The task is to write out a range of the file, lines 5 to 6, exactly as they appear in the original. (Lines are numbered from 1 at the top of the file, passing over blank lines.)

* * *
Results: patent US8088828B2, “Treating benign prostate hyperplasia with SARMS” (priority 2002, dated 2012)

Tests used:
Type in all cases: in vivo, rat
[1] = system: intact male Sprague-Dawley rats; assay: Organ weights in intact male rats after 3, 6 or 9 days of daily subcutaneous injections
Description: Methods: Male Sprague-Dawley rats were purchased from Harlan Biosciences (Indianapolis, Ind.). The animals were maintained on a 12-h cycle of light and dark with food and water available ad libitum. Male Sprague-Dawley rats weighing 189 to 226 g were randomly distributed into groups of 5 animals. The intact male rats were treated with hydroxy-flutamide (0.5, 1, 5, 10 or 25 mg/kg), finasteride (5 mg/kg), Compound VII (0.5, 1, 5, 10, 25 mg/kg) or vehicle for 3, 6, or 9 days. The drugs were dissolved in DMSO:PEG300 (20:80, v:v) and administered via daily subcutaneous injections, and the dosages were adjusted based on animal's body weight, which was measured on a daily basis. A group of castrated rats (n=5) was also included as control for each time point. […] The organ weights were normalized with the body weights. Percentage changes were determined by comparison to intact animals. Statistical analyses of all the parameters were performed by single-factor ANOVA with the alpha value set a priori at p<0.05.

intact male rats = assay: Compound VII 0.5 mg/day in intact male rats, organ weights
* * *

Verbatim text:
Description: Methods: Male Sprague-Dawley rats were purchased from Harlan Biosciences (Indianapolis, Ind.). The animals were maintained on a 12-h cycle of light and dark with food and water available ad libitum. Male Sprague-Dawley rats weighing 189 to 226 g were randomly distributed into groups of 5 animals. The intact male rats were treated with hydroxy-flutamide (0.5, 1, 5, 10 or 25 mg/kg), finasteride (5 mg/kg), Compound VII (0.5, 1, 5, 10, 25 mg/kg) or vehicle for 3, 6, or 9 days. The drugs were dissolved in DMSO:PEG300 (20:80, v:v) and administered via daily subcutaneous injections, and the dosages were adjusted based on animal's body weight, which was measured on a daily basis. A group of castrated rats (n=5) was also included as control for each time point. […] The organ weights were normalized with the body weights. Percentage changes were determined by comparison to intact animals. Statistical analyses of all the parameters were performed by single-factor ANOVA with the alpha value set a priori at p<0.05.

intact male rats = assay: Compound VII 0.5 mg/day in intact male rats, organ weights